Saturday, March 28, 2009

The Gents

I've said it before and I'll say it again: I don't draw men very well. Give me ladies, babies, children, animals, flowers, cars, buildings, anything else; if I can see it, I can draw it. Except men. Their bodies come out awkward and they look like they're wearing lipstick. Nonetheless, I thought it might be amusing to see some of my past attempts to sketch the, shall we say, less fair sex...

Here we have one of my rare male sketches that actually came out well. In 1977, Beau Bridges starred with Jane Seymour in a TV movie called The Four Feathers. There was a picture of Beau Bridges in the TV Guide to advertise the show, and I thought he was incredibly handsome. So of course I had to draw him!

I generally try to avoid drawing men altogether. However, in my junior year of high school I took a fashion design class with a chubby young teacher, fresh out of college, named Miss Laws. All the fashions we created in her class were based on historical periods. Mercifully, most of our assignments involved designing for ladies and children.

However, there were these four unfortunate assignments that produced male fashion catastrophes. Try not to laugh too loud--you might alarm your neighbors! From spring 1971, this little number was based on styles of the 17th Century. I actually think it might have been a big hit as a costume for one of the singing groups of my high school years, like Paul Revere and the Raiders! Don't you love those thick sideburns? This assignment also included using pen and ink, but most of our work was simple pencil sketches.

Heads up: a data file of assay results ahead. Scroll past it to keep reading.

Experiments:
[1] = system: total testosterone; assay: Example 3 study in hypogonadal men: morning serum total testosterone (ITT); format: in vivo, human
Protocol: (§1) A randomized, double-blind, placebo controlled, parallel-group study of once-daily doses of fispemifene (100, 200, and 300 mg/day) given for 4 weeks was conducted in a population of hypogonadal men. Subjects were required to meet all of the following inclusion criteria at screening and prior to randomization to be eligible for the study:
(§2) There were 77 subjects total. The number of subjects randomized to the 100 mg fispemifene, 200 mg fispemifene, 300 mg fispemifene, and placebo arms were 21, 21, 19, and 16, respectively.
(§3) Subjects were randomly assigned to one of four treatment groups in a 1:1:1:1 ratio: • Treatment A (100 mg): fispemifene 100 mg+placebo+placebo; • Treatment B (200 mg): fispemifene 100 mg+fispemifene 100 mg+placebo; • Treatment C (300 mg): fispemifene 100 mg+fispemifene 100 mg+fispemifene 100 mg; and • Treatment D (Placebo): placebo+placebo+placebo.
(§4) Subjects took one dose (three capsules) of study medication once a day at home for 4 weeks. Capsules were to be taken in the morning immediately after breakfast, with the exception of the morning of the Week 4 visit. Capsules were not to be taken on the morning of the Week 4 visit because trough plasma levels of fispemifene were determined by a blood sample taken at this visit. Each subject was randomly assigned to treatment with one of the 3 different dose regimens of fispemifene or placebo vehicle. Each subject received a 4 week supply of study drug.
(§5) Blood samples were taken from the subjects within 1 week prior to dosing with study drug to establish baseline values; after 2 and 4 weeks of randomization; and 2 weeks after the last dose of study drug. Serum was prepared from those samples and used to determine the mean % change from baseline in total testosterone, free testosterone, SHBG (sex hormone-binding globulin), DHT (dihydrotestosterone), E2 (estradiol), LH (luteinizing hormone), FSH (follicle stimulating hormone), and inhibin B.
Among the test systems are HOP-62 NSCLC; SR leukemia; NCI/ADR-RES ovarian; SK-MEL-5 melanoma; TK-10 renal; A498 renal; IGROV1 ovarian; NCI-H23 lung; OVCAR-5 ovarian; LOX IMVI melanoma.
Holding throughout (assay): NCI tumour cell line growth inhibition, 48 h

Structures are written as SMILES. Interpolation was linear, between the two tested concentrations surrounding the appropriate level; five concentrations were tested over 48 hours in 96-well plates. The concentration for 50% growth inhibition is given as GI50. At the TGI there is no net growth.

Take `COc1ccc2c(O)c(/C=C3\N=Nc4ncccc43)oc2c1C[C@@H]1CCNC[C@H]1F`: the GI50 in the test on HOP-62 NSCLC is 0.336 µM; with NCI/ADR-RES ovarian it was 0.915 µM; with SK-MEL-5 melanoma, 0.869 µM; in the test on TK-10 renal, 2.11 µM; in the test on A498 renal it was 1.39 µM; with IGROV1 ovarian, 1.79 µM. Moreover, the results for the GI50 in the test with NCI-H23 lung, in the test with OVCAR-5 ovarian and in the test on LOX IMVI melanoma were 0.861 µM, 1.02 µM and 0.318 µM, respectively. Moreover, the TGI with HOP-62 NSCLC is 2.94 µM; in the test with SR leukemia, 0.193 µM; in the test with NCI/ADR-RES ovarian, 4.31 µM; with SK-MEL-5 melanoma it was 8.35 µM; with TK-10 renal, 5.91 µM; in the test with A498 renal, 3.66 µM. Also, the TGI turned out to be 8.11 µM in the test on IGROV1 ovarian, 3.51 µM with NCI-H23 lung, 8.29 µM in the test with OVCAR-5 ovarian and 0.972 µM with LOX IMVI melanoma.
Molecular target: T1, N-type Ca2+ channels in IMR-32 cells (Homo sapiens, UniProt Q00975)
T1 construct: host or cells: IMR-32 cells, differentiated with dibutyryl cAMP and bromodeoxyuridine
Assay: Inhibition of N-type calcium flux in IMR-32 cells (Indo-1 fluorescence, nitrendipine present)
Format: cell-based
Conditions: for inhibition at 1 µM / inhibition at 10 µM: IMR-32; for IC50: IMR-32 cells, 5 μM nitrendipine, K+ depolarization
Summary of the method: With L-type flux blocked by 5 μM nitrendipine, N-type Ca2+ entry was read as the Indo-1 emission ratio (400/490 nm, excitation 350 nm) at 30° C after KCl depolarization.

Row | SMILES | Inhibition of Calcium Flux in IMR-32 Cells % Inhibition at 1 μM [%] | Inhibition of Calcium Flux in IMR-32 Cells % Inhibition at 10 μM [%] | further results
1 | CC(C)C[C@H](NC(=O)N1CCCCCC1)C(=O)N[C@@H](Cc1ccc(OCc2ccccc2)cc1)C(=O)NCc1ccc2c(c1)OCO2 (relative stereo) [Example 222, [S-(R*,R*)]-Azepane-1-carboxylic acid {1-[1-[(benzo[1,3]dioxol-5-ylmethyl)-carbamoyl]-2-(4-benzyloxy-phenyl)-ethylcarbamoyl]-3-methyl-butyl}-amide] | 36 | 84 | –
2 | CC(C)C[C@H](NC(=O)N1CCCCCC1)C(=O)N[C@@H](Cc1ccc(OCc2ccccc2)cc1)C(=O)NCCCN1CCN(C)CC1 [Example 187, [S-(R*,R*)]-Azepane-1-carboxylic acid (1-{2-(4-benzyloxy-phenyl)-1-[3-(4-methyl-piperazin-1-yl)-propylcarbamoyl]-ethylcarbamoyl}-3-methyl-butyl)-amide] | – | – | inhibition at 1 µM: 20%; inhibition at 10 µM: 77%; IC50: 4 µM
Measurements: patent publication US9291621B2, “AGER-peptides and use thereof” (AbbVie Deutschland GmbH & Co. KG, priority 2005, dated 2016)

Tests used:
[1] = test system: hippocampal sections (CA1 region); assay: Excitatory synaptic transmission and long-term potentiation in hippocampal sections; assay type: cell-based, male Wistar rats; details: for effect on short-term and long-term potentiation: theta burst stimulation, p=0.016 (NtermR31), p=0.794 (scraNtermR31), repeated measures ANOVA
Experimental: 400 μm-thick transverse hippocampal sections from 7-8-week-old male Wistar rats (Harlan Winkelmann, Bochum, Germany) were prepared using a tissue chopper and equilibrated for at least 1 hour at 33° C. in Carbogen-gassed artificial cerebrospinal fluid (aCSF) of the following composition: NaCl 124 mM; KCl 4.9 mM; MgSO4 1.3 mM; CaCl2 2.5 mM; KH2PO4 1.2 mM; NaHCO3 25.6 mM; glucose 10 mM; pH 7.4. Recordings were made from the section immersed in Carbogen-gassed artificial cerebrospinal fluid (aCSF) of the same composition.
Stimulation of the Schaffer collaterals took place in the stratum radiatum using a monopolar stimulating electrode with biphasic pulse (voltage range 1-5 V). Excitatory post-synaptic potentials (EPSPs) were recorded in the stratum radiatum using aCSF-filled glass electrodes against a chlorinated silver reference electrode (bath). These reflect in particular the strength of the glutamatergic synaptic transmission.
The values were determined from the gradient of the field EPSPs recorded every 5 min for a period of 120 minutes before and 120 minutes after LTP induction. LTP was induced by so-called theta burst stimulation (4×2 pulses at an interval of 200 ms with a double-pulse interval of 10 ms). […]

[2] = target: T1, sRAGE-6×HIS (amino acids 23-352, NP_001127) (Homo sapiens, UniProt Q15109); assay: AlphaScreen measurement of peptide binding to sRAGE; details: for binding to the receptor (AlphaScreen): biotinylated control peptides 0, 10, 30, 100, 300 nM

Also from spring 1971, this suit represents the 18th Century. To me it seems Irish in style. I rather liked this one at the time, and so did Miss Laws. The fashions she liked best were taped up on the classroom wall--hence the little dark squares that stained the paper over the years. Someday maybe I'll buy and learn how to use one of those art software programs and remove those stains.

Again, from spring 1971: Based on 16th Century styles, this evening suit has a very odd cape/jacket trimmed with fur. I think my boyfriend at that time had a pair of brogue shoes like this guy's! Obviously Miss Laws liked this one, too, judging by the tape stains.
And finally, this outfit, which I drew in December 1970, was inspired by 16th Century fashions. But those striped pants are so very 1970s! After looking these over, I think one of the problems was I gave the men narrow, sloping shoulders, which doesn't look very manly. Note to self: in future male sketches, remember the broad shoulders!

Sunday, March 8, 2009

Baby Love

I love babies! Always have. So naturally I drew quite a few of them over the years. Here they are for your enjoyment. I hope.

Baby in knitted sweater.

How does a tulip taste?